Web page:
The H.L. Hunley doesn’t look nearly as old as she once did.
Amazing what a face-lift can do.
Clemson University scientists have spent the past four months scraping away a heavy layer of encrusted sand, sediment and shell from the hull of the Civil War submarine that built up over the 136 years it lay hidden beneath the Atlantic floor.
Now, for the first time in more than 150 years, the Hunley’s bare skin is visible. And its iron hull doesn’t look that much older than, say, the Cold War-era sub Clamagore.
In fact, the results of the Hunley’s deconcretion so far are picture-perfect, which means the sub looks exactly as artist Conrad Wise Chapman depicted it in an 1863 painting.
“Chapman was extremely precise,” said Paul Mardikian, senior conservator at the Warren Lasch Conservation Center. “It’s as if we have been looking at a fuzzy image and are just now getting the picture in focus.”
Just as in the Chapman painting, the Confederate sub appears to have been mostly black — the natural color of iron in water. The sub was not painted, but Mardikian said there is some evidence of a coating probably used to waterproof the hull, which has dozens — if not hundreds — of seams where pieces were fitted together.
Mardikian hopes this clear look at the Hunley’s hull will provide archaeologists with some insights into the sub’s construction, adventures and eventual sinking. But they are just now beginning to uncover the sub’s “forensic hot spots,” as he calls them.
The Hunley is made of two different types of iron — cast and wrought. Cast iron is made from molds while wrought iron is heated and worked with tools. Cast iron tends to be more brittle. The main hull is exclusively comprised of wrought iron, and that is the 70 percent of the fish boat now visible.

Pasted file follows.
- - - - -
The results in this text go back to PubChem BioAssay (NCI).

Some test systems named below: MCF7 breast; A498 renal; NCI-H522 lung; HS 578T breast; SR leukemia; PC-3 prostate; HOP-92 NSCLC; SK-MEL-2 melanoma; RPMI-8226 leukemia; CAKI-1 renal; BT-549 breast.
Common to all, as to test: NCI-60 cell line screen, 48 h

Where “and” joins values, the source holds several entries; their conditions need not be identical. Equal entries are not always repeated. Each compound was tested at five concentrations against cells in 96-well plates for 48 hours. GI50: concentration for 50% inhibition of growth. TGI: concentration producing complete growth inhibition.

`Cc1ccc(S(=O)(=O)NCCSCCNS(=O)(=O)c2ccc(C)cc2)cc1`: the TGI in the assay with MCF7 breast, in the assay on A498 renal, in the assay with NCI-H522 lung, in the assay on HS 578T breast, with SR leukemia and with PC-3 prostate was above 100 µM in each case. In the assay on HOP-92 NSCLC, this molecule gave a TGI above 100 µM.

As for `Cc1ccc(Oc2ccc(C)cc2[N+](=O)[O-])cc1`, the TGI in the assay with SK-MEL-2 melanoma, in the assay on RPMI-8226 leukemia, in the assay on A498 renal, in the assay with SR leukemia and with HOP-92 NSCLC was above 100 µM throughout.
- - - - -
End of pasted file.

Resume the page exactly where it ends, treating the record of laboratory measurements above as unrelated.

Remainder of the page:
The biggest discoveries so far are two dents just below the sub’s dive fins, which may be damage incurred during recovery efforts the first two times the Hunley sank in Charleston Harbor.
They’ve also found the letters “CN” stamped into the iron. Right now, scientists assume the letters are the mark of the foundry where the iron was forged.
The most startling revelation is how much damage the unforgiving sea inflicted on the sub. The starboard side of the boat has been heavily sanded down by years of saltwater currents running along its side. Two holes in the sub’s starboard side were almost certainly caused by these vicious currents running along the hull.
Like an eraser, this erosion may have wiped away important evidence that could explain what caused the sub to sink in the winter of 1864.
Now, Mardikian and his team are moving on to the cast-iron pieces of the sub — its bow, stern, keel blocks and two conning towers. These are the places they expect to find more detailed information about the Hunley.
Wrought iron does not retain its surface as well as cast iron, which is more likely to preserve the fingerprints of history. But cast iron is also more fragile. The scraping of these pieces will be much more delicate and time-consuming.
“There is no room for error for working on a one-of-a-kind artifact like the Hunley,” said Nestor Gonzalez, associate director of Clemson’s Lasch Center.
The trick, Mardikian explains, is to not do any damage to the historical record imprinted on the hull. Where the concretion ends and the iron begins is sometimes hard to detect.
“You have to be careful that you are not removing something you are trying to preserve,” Mardikian said.
The forward conning tower will be the most nerve-wracking work of all. Testimony from the crew of the USS Housatonic, which the Hunley sank on Feb. 17, 1864, suggests that the Union sailors fired dozens of small-arms shots at the sub, concentrating mainly on its cast-iron forward conning tower.
Conservators wanted to hone their deconcretion skills on the sturdier wrought iron, and now will move on to the more delicate work of scraping the cast-iron pieces. Mardikian has already started working on the sub’s bow.
In the coming weeks, the crew will move to that forward conning tower. There, they could learn what caused the only port-side hole in the sub, or they could come away no closer to answering the question that has perplexed Civil War historians for 150 years.